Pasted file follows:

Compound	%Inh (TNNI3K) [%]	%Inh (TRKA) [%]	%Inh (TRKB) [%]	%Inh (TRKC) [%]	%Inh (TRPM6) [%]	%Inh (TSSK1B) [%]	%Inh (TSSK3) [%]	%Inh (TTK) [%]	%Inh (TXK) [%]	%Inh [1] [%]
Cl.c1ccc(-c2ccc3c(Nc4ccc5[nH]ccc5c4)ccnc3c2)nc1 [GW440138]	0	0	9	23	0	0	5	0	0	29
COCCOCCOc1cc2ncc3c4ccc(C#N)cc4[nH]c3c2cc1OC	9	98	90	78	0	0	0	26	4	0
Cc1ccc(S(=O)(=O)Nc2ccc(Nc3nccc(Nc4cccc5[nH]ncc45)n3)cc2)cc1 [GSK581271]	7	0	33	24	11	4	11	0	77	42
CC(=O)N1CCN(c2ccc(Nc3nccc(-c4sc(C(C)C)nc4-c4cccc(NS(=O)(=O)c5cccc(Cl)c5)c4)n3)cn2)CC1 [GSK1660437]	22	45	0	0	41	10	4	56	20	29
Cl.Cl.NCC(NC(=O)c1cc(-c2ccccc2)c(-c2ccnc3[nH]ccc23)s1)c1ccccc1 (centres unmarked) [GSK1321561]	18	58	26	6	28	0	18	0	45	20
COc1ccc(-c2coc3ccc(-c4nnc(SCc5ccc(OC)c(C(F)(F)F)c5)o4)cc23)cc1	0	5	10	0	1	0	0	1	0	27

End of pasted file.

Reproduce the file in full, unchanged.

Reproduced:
Compound	%Inh (TNNI3K) [%]	%Inh (TRKA) [%]	%Inh (TRKB) [%]	%Inh (TRKC) [%]	%Inh (TRPM6) [%]	%Inh (TSSK1B) [%]	%Inh (TSSK3) [%]	%Inh (TTK) [%]	%Inh (TXK) [%]	%Inh [1] [%]
Cl.c1ccc(-c2ccc3c(Nc4ccc5[nH]ccc5c4)ccnc3c2)nc1 [GW440138]	0	0	9	23	0	0	5	0	0	29
COCCOCCOc1cc2ncc3c4ccc(C#N)cc4[nH]c3c2cc1OC	9	98	90	78	0	0	0	26	4	0
Cc1ccc(S(=O)(=O)Nc2ccc(Nc3nccc(Nc4cccc5[nH]ncc45)n3)cc2)cc1 [GSK581271]	7	0	33	24	11	4	11	0	77	42
CC(=O)N1CCN(c2ccc(Nc3nccc(-c4sc(C(C)C)nc4-c4cccc(NS(=O)(=O)c5cccc(Cl)c5)c4)n3)cn2)CC1 [GSK1660437]	22	45	0	0	41	10	4	56	20	29
Cl.Cl.NCC(NC(=O)c1cc(-c2ccccc2)c(-c2ccnc3[nH]ccc23)s1)c1ccccc1 (centres unmarked) [GSK1321561]	18	58	26	6	28	0	18	0	45	20
COc1ccc(-c2coc3ccc(-c4nnc(SCc5ccc(OC)c(C(F)(F)F)c5)o4)cc23)cc1	0	5	10	0	1	0	0	1	0	27